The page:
Just because somebody doesn’t use public transit regularly doesn’t mean they can’t see the benefit of it. On top of that, as others have already mentioned, these shuttles can take away a lot of the reason people feel like they need to own a car, and getting somebody to voluntarily give up their car can only be of benefit to the future of public transit.

  • Andy Chow

    As for “civic engagement,” a lot of people don’t want to take transit (especially buses) because they don’t feel safe on it. For some people (like me) that may not be a problem, but it may not be the case for a young female for instance.

    One of the most important aspect to the private shuttles is that they don’t require public subsidy. Let’s say if we were to eliminate private shuttles, does it mean Muni would operate express buses to Mountain View and San Jose instead? Would people want to ride on Muni’s buses (hard seats without A/C) for an hour to San Jose? Would it fair for other riders who traditionally rely on transit? Would this operation require more public subsidy and attract fewer riders?

    Given that we don’t have enough funding to keep transit that we have, we shouldn’t be spending money on something that the private sectors can support by themselves. We can’t afford another CultureBus. While there are those who take the shuttles, there are many more have to rely on transit.

  • andrew

    These shuttles are only bad for transit if your time is worth nothing. An all-transit ride to the South Bay is completely untenable (OVER 2 hours each way) in comparison to driving, particularly if you have a carpool. A shuttle is a much more reasonable option.

  • Curious: why is this news? SFCTA released this study months ago. In the meantime, UCB released a somewhat more interesting study, and VTA has been doing a more in-depth study (not finished yet) for more than a year. Streetsblog hasn’t mentioned either.

  • Zeoth

    I’m a driver and I hate taking public transportation. I tried a couple routes from SF to work (just for the heck of it) and it takes 3 hours per direction. 10 minute walk to Muni line, 35 minute Muni light rail to Caltrains, 15 minute walk and wait, 1 hour Caltrain ride, 30 minute bus ride, and finally a 15 minute walk to the office.

    With that said, I have lived in SF long enough to understand the benefits of these shuttles. Less cars on the road, ability to live in areas that are more in-tune to your lifestyle, relaxing or nap time, certified trained drivers that are far less likely to get into an accident that you are, increase property value near the stops, contribution to local economy near the stops, etc. At times I even find myself taking these shuttles to help save the environment and reduce my carbon footprint.

    Are these shuttle services perfect? No. What you don’t see behind the scenes are the full time workers the companies hire to fine tune the route and procedures, handle safety concerns, and sizing the shuttles properly. As concerns are raised, these employees work with the vendors to evaluate alternatives. When was the last time you saw that kind of consideration and response from your local government agency? Who wants to take public transportation when it stops every 2 blocks because people are too lazy to walk more than 100ft? Just going from Sunset in SF to Chinatown takes 1 hour via public transportation! Are you kidding? It’s faster to drive to Chinatown from San Jose than to take public transportation.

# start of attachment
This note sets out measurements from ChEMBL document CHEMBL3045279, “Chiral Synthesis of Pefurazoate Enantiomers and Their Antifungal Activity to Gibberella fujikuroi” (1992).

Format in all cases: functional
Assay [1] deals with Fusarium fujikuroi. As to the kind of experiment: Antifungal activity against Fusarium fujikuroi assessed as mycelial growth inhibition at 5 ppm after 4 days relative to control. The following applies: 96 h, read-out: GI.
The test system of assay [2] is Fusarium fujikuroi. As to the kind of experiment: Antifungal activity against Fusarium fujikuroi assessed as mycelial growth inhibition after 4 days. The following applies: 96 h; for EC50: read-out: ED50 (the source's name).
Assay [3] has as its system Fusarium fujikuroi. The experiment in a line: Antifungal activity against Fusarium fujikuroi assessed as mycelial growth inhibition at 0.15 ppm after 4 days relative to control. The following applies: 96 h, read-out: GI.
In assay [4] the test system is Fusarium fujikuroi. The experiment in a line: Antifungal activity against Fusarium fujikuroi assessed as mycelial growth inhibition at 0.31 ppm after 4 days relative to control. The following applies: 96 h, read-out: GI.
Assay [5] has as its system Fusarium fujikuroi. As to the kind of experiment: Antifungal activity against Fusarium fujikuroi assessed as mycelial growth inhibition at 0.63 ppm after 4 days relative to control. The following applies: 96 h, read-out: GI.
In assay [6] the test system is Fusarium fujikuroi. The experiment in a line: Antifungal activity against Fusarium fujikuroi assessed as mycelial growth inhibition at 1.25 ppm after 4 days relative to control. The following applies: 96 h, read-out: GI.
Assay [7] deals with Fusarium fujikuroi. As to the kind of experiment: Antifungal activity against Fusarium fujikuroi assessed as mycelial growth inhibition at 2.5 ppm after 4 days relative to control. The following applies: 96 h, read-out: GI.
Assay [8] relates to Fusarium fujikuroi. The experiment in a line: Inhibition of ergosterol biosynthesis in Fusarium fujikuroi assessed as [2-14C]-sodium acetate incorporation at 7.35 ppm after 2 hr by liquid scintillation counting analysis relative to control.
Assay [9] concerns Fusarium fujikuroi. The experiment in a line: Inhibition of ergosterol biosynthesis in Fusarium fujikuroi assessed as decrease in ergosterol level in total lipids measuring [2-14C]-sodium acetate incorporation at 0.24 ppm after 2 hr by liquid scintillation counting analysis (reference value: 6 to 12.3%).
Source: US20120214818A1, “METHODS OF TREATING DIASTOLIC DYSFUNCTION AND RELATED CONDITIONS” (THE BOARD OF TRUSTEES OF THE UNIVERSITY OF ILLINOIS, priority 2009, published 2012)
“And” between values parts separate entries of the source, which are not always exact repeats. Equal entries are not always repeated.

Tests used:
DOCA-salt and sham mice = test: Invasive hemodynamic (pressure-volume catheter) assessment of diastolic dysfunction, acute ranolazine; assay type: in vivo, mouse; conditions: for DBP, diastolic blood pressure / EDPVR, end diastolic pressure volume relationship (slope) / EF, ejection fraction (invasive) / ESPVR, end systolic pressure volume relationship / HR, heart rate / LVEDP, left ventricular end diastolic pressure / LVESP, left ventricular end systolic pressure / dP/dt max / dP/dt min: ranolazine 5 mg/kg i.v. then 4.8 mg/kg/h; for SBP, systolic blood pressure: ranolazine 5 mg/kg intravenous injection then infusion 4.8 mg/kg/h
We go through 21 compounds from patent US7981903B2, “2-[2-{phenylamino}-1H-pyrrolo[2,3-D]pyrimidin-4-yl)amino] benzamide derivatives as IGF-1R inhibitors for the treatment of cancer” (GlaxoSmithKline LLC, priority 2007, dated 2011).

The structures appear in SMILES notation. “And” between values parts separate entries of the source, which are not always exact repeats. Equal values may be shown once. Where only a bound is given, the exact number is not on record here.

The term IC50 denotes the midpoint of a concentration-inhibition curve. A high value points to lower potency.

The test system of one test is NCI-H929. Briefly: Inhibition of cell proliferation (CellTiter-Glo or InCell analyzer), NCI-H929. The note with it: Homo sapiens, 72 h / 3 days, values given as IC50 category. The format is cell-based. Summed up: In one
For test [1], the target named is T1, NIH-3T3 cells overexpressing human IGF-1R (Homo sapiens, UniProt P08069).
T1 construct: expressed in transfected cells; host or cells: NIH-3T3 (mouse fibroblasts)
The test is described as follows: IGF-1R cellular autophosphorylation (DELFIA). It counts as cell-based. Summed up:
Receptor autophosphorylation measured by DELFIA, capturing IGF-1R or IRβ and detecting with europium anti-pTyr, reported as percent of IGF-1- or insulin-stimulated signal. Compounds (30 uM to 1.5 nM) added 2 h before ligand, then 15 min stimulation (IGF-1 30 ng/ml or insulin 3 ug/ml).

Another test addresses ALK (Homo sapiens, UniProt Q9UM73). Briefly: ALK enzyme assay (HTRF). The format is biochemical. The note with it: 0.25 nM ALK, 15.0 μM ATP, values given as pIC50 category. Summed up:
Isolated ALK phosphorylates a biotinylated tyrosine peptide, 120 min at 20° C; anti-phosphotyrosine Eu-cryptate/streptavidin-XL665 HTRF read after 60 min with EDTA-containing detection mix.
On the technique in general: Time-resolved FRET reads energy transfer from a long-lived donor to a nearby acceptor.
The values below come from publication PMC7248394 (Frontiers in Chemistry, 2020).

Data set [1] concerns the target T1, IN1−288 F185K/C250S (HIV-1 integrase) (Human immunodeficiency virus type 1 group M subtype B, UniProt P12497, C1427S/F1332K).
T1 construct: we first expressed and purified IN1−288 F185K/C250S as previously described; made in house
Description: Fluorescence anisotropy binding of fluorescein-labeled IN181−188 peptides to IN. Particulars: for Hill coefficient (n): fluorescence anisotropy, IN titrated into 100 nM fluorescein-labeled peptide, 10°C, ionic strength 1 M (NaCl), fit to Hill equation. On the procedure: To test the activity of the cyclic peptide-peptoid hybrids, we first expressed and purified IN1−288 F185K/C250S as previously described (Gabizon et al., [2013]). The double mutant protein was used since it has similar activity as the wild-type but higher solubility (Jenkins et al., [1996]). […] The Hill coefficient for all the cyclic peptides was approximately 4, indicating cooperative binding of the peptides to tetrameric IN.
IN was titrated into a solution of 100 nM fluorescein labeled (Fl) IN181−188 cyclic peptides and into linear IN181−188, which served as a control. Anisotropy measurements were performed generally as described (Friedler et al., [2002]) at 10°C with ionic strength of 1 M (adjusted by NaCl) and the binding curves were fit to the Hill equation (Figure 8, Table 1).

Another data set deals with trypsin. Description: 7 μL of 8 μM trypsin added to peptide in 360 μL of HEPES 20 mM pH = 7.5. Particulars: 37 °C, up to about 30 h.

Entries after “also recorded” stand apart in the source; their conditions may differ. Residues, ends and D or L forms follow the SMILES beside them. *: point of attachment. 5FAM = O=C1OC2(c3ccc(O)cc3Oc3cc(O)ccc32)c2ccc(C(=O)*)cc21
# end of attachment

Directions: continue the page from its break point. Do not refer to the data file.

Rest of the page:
• I’m not discounting outright anyone’s claims here that there is a place for private transportation initiatives, but I do want to make sure that the ‘public option’ so to speak continues to be heard in this forum.

    Zeoth’s comment illustrates nicely the ‘civic’ issues that many here have dismissed as irrelevant to getting people out of their cars.

    Zeoth drives, sees that transportation between many neighborhoods in SF takes a long, long time (and this does suck, and is really bad, I agree). Zeoth sees private shuttles which are more efficient (in part because their riders are picked up very close to their homes, all in a clump, and they are all going to the same place). Zeoth likes these shuttles, and sometimes even rides them. OK. So what is left out here?

    Incentive and public pressure to improve that transportation that goes from the Sunset to Chinatown that Zeoth points out takes way too long. The corporate shuttle can get you to Yahoo, but then when you return to your apartment in the inner richmond and want to spend a night in North Beach, MUNI still kinda sucks to get there. I am not arguing that the corporate shuttle and MUNI are incompatible–I’m arguing, in each of my comments above and here, that the public-private distinction here is problematic for the very reason that Zeoth’s narrative illustrates. Something gets left out. Instead of working to fix muni and other public transit agencies, we can just go on b*tching about them.

    Is this what we want? Are you kidding?
    – Justin

  • Okay, so they’re not incompatible — they’re problematic. I’d agree with that, and I think the study bears it out, with its findings that there are problems with the Muni/shuttle balance that could be resolved with better coordination.

    But I think it’s pretty clear that for all its problems, a system that includes both Muni and shuttles is still less problematic than a system in which it takes three hours to get to work. Given the choice of the two, having both Muni and shuttles seems preferable to preventing people from getting where they’re going.

    But are those out only two choices? No, I don’t think think they are — there’s lots of ways that public and private transit can be combined. Which is exactly why this study was done, and why the SFCTA is looking into making adjustments to the way things work.